This is Random Acts Of Kindness’ week and social theory indicates that if you observe a random act of kindness, you naturally feel the need to be kind to someone else.

Just a single act of kindness sends ripples through the social network setting off chain reactions of generosity. So, if you are waiting in line and allow the person behind you to go first, that person could be kind in turn to the checkout person, who then is more likely to be patient with an elderly customer later in the day. Social scientists conducting experiments found that just a single act of kindness could lead to a chain reaction of up to 370 subsequent acts of kindness.

However, witnessing a grand gesture such as someone paying for a stranger’s shopping or buying a round of drinks for everyone in the bar is likely to prevent subsequent acts of kindness as people feel their help is not needed. This phenomenon is experienced by charities who upon receiving a large public bequest find that their regular donations dry up.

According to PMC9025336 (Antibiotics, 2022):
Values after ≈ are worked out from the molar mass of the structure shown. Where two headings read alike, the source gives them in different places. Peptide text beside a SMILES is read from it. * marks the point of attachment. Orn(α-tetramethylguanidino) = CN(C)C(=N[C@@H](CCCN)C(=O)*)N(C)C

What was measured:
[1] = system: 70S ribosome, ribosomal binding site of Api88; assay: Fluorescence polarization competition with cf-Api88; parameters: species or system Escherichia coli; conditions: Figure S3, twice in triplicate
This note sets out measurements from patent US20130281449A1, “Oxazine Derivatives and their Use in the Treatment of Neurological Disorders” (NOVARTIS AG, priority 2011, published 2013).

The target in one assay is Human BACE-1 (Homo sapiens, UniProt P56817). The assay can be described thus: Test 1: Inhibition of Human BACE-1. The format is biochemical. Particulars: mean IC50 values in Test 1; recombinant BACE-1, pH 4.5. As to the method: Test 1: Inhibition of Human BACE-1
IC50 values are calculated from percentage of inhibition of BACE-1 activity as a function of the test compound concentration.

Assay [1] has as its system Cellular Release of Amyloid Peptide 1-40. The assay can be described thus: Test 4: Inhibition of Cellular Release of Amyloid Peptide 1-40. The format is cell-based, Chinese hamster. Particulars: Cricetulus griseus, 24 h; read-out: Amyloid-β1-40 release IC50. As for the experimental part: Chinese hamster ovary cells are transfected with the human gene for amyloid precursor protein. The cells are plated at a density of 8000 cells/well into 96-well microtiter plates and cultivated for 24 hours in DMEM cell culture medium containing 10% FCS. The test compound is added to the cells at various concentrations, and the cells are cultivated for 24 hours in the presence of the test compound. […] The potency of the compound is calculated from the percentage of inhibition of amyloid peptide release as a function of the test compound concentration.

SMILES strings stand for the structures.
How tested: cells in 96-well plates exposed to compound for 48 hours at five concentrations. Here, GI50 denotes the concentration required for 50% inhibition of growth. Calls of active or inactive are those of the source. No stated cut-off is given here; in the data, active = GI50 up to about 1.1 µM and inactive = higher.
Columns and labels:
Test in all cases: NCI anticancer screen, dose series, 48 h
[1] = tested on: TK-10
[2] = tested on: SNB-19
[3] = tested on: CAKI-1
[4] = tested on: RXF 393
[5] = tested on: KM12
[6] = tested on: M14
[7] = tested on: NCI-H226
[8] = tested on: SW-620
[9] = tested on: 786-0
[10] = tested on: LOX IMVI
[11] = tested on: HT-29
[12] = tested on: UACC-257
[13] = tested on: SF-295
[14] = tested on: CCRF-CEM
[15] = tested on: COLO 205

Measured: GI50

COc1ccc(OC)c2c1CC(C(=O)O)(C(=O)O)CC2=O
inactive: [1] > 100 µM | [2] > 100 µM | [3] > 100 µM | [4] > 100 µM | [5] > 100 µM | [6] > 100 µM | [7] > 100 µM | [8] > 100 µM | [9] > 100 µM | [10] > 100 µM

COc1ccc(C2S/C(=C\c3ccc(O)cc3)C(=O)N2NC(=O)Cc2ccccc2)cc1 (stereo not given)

Stanford University found that 5 acts of random kindness had the added benefits of doubling the individual’s happiness and ties into the Sanskrit law of Karma which states you sow what you reap.

So, just small acts of kindness to strangers can have a big impact on the wellbeing of the community. While the lockdown means that often people cannot see your smile behind the mask, there are lots of little things you might be able to do now. As, you are saving time on your commute to work, you could be kinder to other drivers or allow a pedestrian to cross the road. Saying please or thank you has the effect of showing people you respect their time, and they feel appreciated.

Enjoy ‘Random Acts Of Kindness’ week and see if you feel better once you get to 5 !